It's clear that the North Carolina General Assembly is taking a hard line against drunk driving... [S]omeone charged with a DWI needs to find a good attorney to help defend against these charges.
Raleigh, NC (PRWEB) July 31, 2011
A recent bill signed into law by Governor Bev Perdue dramatically expands punishments for people convicted of Driving While Impaired (DWI) in North Carolina.
The law - called Laura's Law - increases punishments for DWI offenders in North Carolina by adding a new level of punishment called Aggravated Level One.
Under the law, a person who is convicted of a North Carolina DWI and who has three or more grossly aggravating factors is sentenced as an Aggravated Level One.
Aggravated Level One imposes punishments of up to three years in prison and up to $10,000 in fines, in addition to other punishments including post-release supervision which requires complete abstenance from alcohol consumption.
In addition, the new law imposes other penalties. As of December 1, 2011, the new law requires a judge to impose Level One punishment for someone who has been convicted with a DWI and who has a companion in the car under the age of 18.
"These punishment enhancements are quite severe," says Raleigh criminal lawyer Damon Chetson. "For instance, a young person who is convicted of a DWI and has a 17-year-old friend in the car at the time of the DWI will be sentenced as a Level One."
Level One punishments require at least 30 days in jail as a special condition of probation.
"It's clear that the North Carolina General Assembly is taking a hard line against drunk driving," adds Mr. Chetson. "It's also clear that someone charged with a DWI needs to find a good attorney to help defend against these charges."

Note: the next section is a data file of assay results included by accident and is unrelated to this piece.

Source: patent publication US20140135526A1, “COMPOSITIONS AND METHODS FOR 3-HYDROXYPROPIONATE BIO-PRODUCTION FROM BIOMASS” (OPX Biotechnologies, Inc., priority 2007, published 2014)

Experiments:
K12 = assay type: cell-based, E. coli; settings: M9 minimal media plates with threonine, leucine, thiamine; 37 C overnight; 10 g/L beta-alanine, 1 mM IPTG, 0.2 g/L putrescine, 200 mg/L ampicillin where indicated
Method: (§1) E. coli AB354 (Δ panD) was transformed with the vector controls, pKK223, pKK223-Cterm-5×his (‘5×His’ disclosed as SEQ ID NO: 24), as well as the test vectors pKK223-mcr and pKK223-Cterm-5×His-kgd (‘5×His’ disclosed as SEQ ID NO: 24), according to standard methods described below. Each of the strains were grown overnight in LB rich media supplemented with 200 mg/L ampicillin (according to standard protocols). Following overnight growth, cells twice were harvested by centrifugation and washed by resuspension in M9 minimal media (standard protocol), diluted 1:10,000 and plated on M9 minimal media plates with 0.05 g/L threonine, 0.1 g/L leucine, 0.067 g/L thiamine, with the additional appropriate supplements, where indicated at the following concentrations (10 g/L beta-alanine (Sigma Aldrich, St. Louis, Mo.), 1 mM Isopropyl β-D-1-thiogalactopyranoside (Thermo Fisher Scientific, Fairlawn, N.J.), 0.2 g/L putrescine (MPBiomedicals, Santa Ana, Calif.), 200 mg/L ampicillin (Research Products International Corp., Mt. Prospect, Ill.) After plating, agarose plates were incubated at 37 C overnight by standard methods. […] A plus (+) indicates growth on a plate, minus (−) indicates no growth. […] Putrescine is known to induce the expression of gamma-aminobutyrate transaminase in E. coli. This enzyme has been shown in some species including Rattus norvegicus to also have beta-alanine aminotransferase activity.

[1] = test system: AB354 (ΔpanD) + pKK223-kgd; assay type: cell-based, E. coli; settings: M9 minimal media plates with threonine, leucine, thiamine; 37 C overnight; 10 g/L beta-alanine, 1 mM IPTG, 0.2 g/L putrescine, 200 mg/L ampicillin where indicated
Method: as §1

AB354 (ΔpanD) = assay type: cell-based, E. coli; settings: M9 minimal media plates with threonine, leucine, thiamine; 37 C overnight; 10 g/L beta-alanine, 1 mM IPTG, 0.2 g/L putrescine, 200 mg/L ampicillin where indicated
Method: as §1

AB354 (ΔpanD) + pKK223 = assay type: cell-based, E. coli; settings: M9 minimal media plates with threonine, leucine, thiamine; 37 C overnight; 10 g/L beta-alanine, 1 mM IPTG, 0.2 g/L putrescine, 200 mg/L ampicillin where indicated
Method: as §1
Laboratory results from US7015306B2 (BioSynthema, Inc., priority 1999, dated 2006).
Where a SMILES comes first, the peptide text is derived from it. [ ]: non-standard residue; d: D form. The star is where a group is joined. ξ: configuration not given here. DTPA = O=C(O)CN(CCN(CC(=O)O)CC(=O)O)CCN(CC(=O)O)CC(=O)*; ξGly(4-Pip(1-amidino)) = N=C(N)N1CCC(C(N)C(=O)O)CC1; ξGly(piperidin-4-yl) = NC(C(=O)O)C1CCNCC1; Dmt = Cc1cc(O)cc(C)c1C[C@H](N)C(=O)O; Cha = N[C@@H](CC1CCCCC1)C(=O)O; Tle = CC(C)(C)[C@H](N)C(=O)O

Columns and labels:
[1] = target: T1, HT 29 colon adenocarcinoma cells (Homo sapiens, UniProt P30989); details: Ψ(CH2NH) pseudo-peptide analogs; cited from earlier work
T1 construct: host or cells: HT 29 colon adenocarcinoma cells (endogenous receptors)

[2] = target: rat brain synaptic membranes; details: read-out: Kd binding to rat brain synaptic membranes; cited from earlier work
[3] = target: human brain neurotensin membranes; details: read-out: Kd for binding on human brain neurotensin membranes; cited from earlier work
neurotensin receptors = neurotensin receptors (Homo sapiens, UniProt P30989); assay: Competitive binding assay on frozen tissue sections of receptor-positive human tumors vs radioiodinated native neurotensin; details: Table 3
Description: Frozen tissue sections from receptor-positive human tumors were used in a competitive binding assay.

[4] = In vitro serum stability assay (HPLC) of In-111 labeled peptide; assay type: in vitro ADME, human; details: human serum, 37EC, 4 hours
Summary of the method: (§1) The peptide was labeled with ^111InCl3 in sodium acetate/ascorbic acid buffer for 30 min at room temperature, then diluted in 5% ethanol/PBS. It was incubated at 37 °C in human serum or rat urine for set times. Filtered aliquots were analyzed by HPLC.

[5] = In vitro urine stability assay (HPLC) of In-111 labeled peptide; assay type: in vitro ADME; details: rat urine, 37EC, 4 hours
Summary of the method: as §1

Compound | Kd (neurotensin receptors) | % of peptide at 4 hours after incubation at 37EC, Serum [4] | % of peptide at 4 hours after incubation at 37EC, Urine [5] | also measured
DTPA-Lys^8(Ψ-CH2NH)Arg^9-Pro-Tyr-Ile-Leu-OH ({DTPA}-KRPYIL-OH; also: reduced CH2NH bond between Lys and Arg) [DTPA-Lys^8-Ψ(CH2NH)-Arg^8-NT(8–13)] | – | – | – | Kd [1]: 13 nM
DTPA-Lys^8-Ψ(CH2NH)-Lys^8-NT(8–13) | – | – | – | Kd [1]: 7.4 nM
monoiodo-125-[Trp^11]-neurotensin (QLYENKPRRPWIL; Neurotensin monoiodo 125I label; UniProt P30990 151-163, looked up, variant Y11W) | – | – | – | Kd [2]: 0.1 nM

Since the 1990s, North Carolina has progressively increased punishments and toughened its DWI laws. In addition, many District Attorneys have policies against dropping charged DWIs.
"Even marginal or weak DWI cases are headed for trial in many counties," Raleigh DWI lawyer Damon Chetson notes. "Most DAs simply refuse to drop or dismiss DWIs, which makes these new punishment enhancements all the more problematic for defendants."
The changes to the laws are set to go into effect December 1, 2011, and would apply to any DWI committed on or after that date.
There are many other changes to a law. Mr. Chetson recommends consulting with a criminal defense lawyer about your case before making decisions about how to proceed.
Disclaimer: While The Chetson Firm works hard to achieve the best possible results in every case it handles, no outcome can be guaranteed. Past results do not guarantee future results. Each case is different. If you are facing a criminal investigation or arrest, seek the immediate assistance of a criminal lawyer licensed in your state. The Chetson Firm's lawyers are licensed to practice in the state courts of North Carolina and in the federal courts of the Eastern District of North Carolina.